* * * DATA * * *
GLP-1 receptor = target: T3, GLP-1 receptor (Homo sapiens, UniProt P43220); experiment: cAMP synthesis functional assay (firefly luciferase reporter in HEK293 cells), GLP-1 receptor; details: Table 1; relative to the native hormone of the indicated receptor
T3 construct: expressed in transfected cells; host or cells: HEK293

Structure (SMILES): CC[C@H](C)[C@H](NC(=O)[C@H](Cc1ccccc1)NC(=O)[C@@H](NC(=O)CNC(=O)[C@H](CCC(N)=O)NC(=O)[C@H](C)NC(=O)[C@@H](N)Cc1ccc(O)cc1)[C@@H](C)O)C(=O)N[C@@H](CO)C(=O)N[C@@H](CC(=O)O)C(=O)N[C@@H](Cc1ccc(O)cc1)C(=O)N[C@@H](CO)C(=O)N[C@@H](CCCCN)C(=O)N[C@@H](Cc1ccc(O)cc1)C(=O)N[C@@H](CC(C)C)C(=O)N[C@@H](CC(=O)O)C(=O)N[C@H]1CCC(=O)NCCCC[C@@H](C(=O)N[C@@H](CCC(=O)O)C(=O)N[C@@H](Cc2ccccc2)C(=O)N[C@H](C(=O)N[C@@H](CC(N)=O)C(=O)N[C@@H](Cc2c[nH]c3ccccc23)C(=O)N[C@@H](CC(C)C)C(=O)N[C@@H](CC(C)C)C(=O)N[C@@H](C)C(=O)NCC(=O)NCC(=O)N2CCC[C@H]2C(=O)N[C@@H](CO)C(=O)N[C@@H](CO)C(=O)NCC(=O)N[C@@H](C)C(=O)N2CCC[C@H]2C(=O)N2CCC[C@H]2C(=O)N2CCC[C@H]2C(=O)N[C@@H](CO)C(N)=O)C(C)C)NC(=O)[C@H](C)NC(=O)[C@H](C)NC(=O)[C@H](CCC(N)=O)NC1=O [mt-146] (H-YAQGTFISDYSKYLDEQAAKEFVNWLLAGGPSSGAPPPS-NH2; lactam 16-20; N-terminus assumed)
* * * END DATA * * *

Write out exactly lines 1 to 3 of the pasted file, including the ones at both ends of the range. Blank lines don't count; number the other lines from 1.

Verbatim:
GLP-1 receptor = target: T3, GLP-1 receptor (Homo sapiens, UniProt P43220); experiment: cAMP synthesis functional assay (firefly luciferase reporter in HEK293 cells), GLP-1 receptor; details: Table 1; relative to the native hormone of the indicated receptor
T3 construct: expressed in transfected cells; host or cells: HEK293

Structure (SMILES): CC[C@H](C)[C@H](NC(=O)[C@H](Cc1ccccc1)NC(=O)[C@@H](NC(=O)CNC(=O)[C@H](CCC(N)=O)NC(=O)[C@H](C)NC(=O)[C@@H](N)Cc1ccc(O)cc1)[C@@H](C)O)C(=O)N[C@@H](CO)C(=O)N[C@@H](CC(=O)O)C(=O)N[C@@H](Cc1ccc(O)cc1)C(=O)N[C@@H](CO)C(=O)N[C@@H](CCCCN)C(=O)N[C@@H](Cc1ccc(O)cc1)C(=O)N[C@@H](CC(C)C)C(=O)N[C@@H](CC(=O)O)C(=O)N[C@H]1CCC(=O)NCCCC[C@@H](C(=O)N[C@@H](CCC(=O)O)C(=O)N[C@@H](Cc2ccccc2)C(=O)N[C@H](C(=O)N[C@@H](CC(N)=O)C(=O)N[C@@H](Cc2c[nH]c3ccccc23)C(=O)N[C@@H](CC(C)C)C(=O)N[C@@H](CC(C)C)C(=O)N[C@@H](C)C(=O)NCC(=O)NCC(=O)N2CCC[C@H]2C(=O)N[C@@H](CO)C(=O)N[C@@H](CO)C(=O)NCC(=O)N[C@@H](C)C(=O)N2CCC[C@H]2C(=O)N2CCC[C@H]2C(=O)N2CCC[C@H]2C(=O)N[C@@H](CO)C(N)=O)C(C)C)NC(=O)[C@H](C)NC(=O)[C@H](C)NC(=O)[C@H](CCC(N)=O)NC1=O [mt-146] (H-YAQGTFISDYSKYLDEQAAKEFVNWLLAGGPSSGAPPPS-NH2; lactam 16-20; N-terminus assumed)